Conservatism, rightly understood

A couple of recent conversations have caused me to think carefully about what it means to be a ‘conservative’ and to identify the reasons I don’t believe that the modern GOP is conservative in any meaningful sense.

For starters, I think that, rightly understood, conservatism is not an agenda but an attitude, a will to solve problems and prepare for the future while protecting — or, conserving — what is most valuable. Those who are conversant in philosophy might recognize what I’m driving at as the Deweyan pragmatism to which all engineers are trained; not Dewey’s socialism, but Dewey’s approach to problem-solving. A few of the rules:

  • Conservatives are reality junkies. As they used to say on Dragnet, “Just the facts” — and conservative respect that there are such things as facts.

  • Education is a good thing; the more of it possessed by individuals, and society writ large, the better.

  • The methods of science are the best means of determining facts about the world; mysticism, feelings, ‘just knowing’ things, is untrustworthy.

An example: We all know that, according to most GOPrs and the Evangelical Right, same-sex marriage is a very grave evil that pisses-off Our Invisible Friend and heralds the imminent collapse of Civilization.

No. A proper conservatism favors permitting same-sex marriage, because …

  • It is a settled, incontestable fact that sexual orientation is innate at birth.

  • The sex lives of the Gentlemen Bachelors down the street affects nobody but themselves.

  • It protects marriage by affirming its importance and enlarging its compass, drawing more people into one of society’s most important building-blocks.

The hostility of the GOP and the Evangelical Right to same-sex marriage is not grounded on any principled conservatism; it is merely reaction, hostility to change.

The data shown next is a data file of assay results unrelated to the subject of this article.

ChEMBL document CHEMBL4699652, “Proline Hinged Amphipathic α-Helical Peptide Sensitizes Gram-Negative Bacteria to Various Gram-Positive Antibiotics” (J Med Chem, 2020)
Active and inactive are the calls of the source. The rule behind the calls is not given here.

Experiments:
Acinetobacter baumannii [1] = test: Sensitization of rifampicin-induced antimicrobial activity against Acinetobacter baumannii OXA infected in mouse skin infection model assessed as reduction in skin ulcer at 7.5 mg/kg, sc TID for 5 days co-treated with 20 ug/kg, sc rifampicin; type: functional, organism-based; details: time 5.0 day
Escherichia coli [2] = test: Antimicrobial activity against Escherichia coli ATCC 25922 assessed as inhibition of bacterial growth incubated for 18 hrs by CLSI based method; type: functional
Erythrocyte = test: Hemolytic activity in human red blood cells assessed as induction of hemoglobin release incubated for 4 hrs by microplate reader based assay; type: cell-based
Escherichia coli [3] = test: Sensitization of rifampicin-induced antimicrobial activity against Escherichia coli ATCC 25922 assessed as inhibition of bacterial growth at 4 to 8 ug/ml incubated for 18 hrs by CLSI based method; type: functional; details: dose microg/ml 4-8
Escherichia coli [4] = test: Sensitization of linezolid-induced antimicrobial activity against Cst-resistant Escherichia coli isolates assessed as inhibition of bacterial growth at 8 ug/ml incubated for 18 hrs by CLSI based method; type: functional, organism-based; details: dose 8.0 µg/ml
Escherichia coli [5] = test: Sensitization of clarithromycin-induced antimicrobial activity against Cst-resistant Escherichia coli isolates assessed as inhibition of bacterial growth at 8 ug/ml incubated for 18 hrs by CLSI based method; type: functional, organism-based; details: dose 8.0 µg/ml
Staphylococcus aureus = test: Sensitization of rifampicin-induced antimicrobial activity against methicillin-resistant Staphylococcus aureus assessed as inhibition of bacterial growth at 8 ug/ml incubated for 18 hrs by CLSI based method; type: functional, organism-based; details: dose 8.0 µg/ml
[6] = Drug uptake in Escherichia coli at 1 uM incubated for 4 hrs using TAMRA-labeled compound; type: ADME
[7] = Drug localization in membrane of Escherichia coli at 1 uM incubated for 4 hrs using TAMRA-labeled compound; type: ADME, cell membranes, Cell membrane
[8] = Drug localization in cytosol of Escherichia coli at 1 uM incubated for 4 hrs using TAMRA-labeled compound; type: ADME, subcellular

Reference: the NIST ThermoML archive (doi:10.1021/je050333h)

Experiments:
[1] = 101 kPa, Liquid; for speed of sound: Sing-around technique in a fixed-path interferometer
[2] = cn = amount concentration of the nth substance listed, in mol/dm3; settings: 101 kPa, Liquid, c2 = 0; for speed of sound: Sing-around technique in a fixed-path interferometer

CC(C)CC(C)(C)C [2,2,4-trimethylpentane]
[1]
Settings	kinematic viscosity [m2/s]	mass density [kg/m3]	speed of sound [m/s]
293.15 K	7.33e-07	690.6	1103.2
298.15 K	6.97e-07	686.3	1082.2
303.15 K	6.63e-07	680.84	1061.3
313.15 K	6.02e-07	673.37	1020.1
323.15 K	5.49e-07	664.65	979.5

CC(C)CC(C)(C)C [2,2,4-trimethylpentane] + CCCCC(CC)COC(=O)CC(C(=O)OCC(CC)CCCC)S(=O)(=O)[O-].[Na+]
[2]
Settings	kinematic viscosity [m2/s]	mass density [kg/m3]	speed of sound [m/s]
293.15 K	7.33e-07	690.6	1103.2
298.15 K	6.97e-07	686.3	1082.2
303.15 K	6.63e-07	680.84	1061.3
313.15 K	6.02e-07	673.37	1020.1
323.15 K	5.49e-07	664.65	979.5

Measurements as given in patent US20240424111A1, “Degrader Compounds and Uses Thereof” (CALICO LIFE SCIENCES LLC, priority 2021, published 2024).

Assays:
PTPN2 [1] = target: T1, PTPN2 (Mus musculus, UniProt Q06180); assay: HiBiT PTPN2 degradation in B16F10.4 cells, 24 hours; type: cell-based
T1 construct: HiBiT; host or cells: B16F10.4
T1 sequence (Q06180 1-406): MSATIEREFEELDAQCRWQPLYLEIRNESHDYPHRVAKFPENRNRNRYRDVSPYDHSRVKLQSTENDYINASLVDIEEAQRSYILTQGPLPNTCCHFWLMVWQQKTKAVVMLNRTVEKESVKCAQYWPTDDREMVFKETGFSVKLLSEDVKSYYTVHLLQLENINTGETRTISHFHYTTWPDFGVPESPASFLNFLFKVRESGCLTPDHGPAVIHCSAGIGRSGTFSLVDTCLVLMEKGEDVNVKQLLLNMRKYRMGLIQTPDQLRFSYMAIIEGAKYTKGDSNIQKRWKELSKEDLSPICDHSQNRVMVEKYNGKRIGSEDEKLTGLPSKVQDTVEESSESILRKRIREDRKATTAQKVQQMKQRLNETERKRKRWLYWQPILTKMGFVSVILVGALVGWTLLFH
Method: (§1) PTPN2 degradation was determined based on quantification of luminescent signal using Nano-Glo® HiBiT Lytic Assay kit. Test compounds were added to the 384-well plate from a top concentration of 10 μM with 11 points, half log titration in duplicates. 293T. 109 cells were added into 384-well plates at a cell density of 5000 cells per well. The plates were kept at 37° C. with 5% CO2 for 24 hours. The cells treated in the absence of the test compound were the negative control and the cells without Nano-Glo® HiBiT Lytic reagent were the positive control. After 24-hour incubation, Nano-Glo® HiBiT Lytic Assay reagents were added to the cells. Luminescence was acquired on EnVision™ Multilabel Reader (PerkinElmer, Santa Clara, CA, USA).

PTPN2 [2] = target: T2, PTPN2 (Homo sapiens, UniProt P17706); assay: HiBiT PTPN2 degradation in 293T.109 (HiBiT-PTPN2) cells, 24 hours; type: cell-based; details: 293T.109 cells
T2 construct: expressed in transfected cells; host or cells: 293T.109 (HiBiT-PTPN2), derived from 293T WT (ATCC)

Some other examples of the distinction I’m making here between agenda and attitude.

  • Richard Nixon oversaw the founding of the EPA, and OSHA. Further, he masterminded the opening to China.

    The contemporary GOP was hostile to those acts then, and the Trump administration has worked fervidly to undermine the work of the EPA and OSHA. By my lights, Nixon was a conservative in the real meaning on the word, striving to protect the environment and safe workplaces, and Trump’s GOP is merely reactionary.

  • Dwight Eisenhower oversaw the inauguration of the Interstate Highway System, the founding of NASA under civilian control, funded America’s early research in computing, and presciently warned against the military-industrial complex. This distinguished military man relied on science and engineering to prepare for an onrushing future while protecting, preserving, conserving, civilian control of each of these major initiatives.

  • Teddy Roosevelt and Gerald Ford, each a Republican president, favored a system of public health care.

Granted, there is room for arguing about all these things as public policy initiatives, and I don’t want to disparage that. What I am concerned to point out is the attitude, the spirit with which problems are addressed. The contemporary — not modern — GOP responds to all change with hostility and sentimental, half-baked mysticism; they are not conservatives.

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